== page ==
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Donít Throw Stones

To The Editor:

If my fellow public officials quoted in the article "Administrators Mopping Up the Moolah" are so worried about salaries, then before throwing stones they could try giving up their $90,000+ paychecks and work for free like every Board of Education member does. Otherwise, if the only way to attract such apparently superior, frugal-minded public servants to the vitally important job of educating our local children is to offer a salary, then the quoted public officials should start lobbying Albany to make a paycheck an incentive to serve on a Board of Education.

Furthermore, Kitty Merrill's comment comparing a school district employee's salary to his peer at the county level makes as much sense as comparing what someone at the town level makes to his counterpart at the federal level. Public sector salaries don't go up in proportion to one's responsibilities.

The president of the United States as leader of the free world has duties at least four thousand times as great as a town supervisor, yet the president is paid just four times as much. Nevertheless, if the quoted public officials truly agree with Ms. Merrill's logic, then they should each take a drastic pay cut.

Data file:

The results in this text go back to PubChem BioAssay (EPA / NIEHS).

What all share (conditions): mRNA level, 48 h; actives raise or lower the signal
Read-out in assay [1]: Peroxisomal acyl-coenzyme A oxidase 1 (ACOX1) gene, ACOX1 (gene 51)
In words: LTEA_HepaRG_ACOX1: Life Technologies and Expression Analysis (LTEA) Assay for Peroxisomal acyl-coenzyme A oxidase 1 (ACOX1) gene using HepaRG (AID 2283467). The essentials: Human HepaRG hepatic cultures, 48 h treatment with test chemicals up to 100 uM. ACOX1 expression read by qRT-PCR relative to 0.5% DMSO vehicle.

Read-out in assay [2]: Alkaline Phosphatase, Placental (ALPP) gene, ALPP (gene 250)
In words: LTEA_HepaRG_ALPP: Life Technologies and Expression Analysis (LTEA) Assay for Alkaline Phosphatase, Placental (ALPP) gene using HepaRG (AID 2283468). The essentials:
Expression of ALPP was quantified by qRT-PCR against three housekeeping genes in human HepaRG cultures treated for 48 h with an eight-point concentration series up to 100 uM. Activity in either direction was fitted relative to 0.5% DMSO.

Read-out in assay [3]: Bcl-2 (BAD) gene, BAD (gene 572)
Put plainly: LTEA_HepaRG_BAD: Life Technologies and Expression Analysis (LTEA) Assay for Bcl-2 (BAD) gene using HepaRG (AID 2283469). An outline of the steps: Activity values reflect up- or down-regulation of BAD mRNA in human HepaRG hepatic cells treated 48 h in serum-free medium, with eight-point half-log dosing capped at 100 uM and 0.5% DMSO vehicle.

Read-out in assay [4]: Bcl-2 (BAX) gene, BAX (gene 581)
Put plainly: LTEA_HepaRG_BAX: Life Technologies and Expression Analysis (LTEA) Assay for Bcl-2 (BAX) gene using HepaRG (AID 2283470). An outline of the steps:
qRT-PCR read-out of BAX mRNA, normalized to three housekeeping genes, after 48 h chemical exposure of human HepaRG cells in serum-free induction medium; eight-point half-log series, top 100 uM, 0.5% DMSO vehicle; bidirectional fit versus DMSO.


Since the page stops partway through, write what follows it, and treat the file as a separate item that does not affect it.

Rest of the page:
Southampton Board of Education

Editor's Note: Actually, we've advocated school districts hire professional money managers that answer only to the school board for precisely the reason you mention ó as volunteers, school board members can't be expected to manage multi-million dollar budgets, and most don't have the acumen to do so. However, the poor taxpayers are paying scores of administrators, superintendents, business managers and office personnel ó you seem to have conveniently forgotten them.

It is troubling you defend school spending practices, because as a board member you are elected by the taxpayers to safeguard our rights and to insure our dollars are being spent wisely. In the case of the Southampton School District, a recent comparison revealed your district spends more per student than any similar-sized school district in the entire state, often twice as much and sometimes even more. You're so inbred in the system that your logic is convoluted: the public officials quoted by Merrill earn far less than school superintendents though they oversee much bigger operations. By any rational criteria your district is one of the most wasteful and inefficient in the state. It's scary ó you just don't get it, do you?

January 16, 2007


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